Birds aren't dogs. And while bird lovers may order their birds to sit and obey, this may -- literally -- come back to bite them.
A popular training method that focuses on dog-pack mentality may be causing harm to pet avians. And rather than merely complain about a problem, a local bird expert is doing something about it.
Melanie Shura, the president of Avian Welfare Canada Inc., predicted this training trend could be destructive to birds. She feared people would try to use pack-leader training on them and she was right. Shura said she's seeing a large spike in two- to four-year-old birds requiring her assistance.
"It's an alarming trend," she said.
Some birds come to her with psychological damage. It may take "weeks or years to overcome," she noted. Shura has seen many bird relinquishments. They typically stem from an allergy to a family move -- or other life-related issue. Recently, many birds come to her because of behaviour issues. And most of these are caused by human error.
It's one of the main reasons she's excited to partner with the Winnipeg Humane Society to offer bird workshops. Shura's goal is to "reach more people."
Not only does she wish to work with bird lovers, but pet-trade workers, veterinarians and vet technicians, too. She wants to spread the message that the "I'm the boss" method doesn't work with birds. Instead, she seeks to encourage others to embrace behaviour modification methods that are "the most effective and least invasive," she said.
The classes will be broken into different sessions. They will cover many things, from care and environment to understanding communication and behaviour. Class participants will even be given homework to practise the methods taught in class. The end goal, however, is to prevent pet bird relinquishment and encourage a greater relationship between birds and their caregivers. Trust is key and it's not developed through negative reinforcement or pack-leader mentality.
While Shura's form of training is scientifically proven to work, it also takes time and patience. Therefore, it's vital that you have time to train a bird, should you choose to adopt or purchase one. It isn't the right pet for someone who wishes to tuck it in a corner and ignore it. Because some species can live as long than humans, birds are a big commitment. It's why her classes make so much sense.
Mistakes with a bird often begin the day it's purchased. Many people buy them on a whim. Who can blame them? Birds are beautiful. Society has taught us to expect our feathered friends to sit nicely on a perch or sing songs the minute they are placed in a cage. We often forget that they're complex, intelligent creatures.
Just because "a bird is hand-fed doesn't mean it's tame," said Shura. She explained that there are more than 300 species of parrots. Each species has different needs. Consider how they bathe in the wild: some prefer bathing in puddles, others like to be misted. These simple differences need to be addressed at home to ensure the bird is happy. The rule of thumb is to understand their natural habitat and mimic that in their home life.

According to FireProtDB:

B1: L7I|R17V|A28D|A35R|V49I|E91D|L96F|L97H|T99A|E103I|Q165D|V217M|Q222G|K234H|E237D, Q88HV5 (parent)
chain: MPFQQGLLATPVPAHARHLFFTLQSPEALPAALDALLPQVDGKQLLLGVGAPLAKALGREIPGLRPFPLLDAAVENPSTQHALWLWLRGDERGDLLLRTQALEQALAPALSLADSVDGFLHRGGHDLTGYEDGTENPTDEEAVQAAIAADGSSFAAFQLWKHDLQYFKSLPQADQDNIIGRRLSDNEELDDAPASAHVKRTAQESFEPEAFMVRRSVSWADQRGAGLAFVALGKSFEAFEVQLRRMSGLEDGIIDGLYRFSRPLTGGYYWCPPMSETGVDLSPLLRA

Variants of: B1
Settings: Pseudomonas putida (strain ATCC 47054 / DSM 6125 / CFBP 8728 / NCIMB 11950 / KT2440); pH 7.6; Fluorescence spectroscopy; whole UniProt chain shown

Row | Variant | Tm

Another habitat-related example can be seen in the budgie. You'd expect smaller birds would require a small cage. This isn't the case. In the wild, Shura explained, these sweet birds fly a great deal. As a result, they require more space -- at least a 21/2-foot cage.
"A bird cannot be happy if its basic needs are not met," she said. Like other creatures, these needs include environment, nutrition and exercise. When birds are unhappy they act out; they can even bite.
Even if their needs are met, birds can behave in a negative manner. Bad behaviour is learned. For instance, Shura explained, if a bird is yelled at every time it screams, that bird learns to continue screaming. It assumes you're just joining in. However, if we reward the bird for quiet behaviour it will learn that this is the preferred way to act.
When I interviewed Shura, she inadvertently offered an example. While we chatted, her bird, Lily, was quietly making noise. As Lily did this, Shura would praise her. At the same time, a cockatoo, which she was bird-sitting, was eager to let its loud voice be heard. Shura noted that to train that bird, she'd have to find opportunities to reward good behaviour. Lily's lovely greeting of "hello" would be reward enough for any avian enthusiast's patience.
The first step to having a well-behaved, happy bird is to understand these lovely creatures. You might not be the boss of your bird, but with Shura's help, you'll discover how to be a competent, knowledgeable bird lover.
Intro Small Birds: Budgies, Cockatiels, Lovebirds
May 3, 6:30-8:30 p.m.
Registration Fee: $5
Intro Medium and Large Parrots
June 7, 6:30-8:30 p.m.
Registration Fee: $5
Parrot School: Behavior I
June 12, 19 and 26, 6:30-8:30 p.m.
Registration Fee: $125
To register, call: 982-3555
All classes will be held at The Winnipeg Humane Society, 45 Hurst Way
Also, varied species, including cockatiels, are up for adoption through Avian Welfare Canada.
For further information on these classes (or future ones), the newsletter, adoption or avian welfare, contact: